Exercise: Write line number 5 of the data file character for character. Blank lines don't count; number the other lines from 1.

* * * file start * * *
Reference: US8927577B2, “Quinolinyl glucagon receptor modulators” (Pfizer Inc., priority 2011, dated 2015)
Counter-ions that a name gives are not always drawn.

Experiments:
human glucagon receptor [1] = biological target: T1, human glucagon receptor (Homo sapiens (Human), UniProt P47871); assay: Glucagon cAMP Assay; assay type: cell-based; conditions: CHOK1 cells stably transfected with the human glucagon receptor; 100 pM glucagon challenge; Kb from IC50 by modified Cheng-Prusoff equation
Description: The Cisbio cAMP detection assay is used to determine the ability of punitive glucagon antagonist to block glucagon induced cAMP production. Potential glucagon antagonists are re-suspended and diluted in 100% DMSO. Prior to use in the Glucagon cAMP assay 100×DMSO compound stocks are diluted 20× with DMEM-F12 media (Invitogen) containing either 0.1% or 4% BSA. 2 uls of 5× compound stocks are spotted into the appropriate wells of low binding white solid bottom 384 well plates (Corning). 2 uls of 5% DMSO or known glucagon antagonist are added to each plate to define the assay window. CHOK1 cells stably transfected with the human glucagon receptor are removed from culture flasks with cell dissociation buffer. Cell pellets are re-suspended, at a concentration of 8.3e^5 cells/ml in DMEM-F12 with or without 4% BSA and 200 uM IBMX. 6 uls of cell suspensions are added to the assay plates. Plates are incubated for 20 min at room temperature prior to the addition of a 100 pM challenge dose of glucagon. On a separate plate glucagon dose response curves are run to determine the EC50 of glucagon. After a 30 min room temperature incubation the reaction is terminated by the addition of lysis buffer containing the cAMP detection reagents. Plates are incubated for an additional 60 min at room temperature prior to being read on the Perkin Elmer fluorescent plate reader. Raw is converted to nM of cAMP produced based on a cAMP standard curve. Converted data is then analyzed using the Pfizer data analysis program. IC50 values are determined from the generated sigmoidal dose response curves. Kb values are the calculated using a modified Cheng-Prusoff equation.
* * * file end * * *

Description: The Cisbio cAMP detection assay is used to determine the ability of punitive glucagon antagonist to block glucagon induced cAMP production. Potential glucagon antagonists are re-suspended and diluted in 100% DMSO. Prior to use in the Glucagon cAMP assay 100×DMSO compound stocks are diluted 20× with DMEM-F12 media (Invitogen) containing either 0.1% or 4% BSA. 2 uls of 5× compound stocks are spotted into the appropriate wells of low binding white solid bottom 384 well plates (Corning). 2 uls of 5% DMSO or known glucagon antagonist are added to each plate to define the assay window. CHOK1 cells stably transfected with the human glucagon receptor are removed from culture flasks with cell dissociation buffer. Cell pellets are re-suspended, at a concentration of 8.3e^5 cells/ml in DMEM-F12 with or without 4% BSA and 200 uM IBMX. 6 uls of cell suspensions are added to the assay plates. Plates are incubated for 20 min at room temperature prior to the addition of a 100 pM challenge dose of glucagon. On a separate plate glucagon dose response curves are run to determine the EC50 of glucagon. After a 30 min room temperature incubation the reaction is terminated by the addition of lysis buffer containing the cAMP detection reagents. Plates are incubated for an additional 60 min at room temperature prior to being read on the Perkin Elmer fluorescent plate reader. Raw is converted to nM of cAMP produced based on a cAMP standard curve. Converted data is then analyzed using the Pfizer data analysis program. IC50 values are determined from the generated sigmoidal dose response curves. Kb values are the calculated using a modified Cheng-Prusoff equation.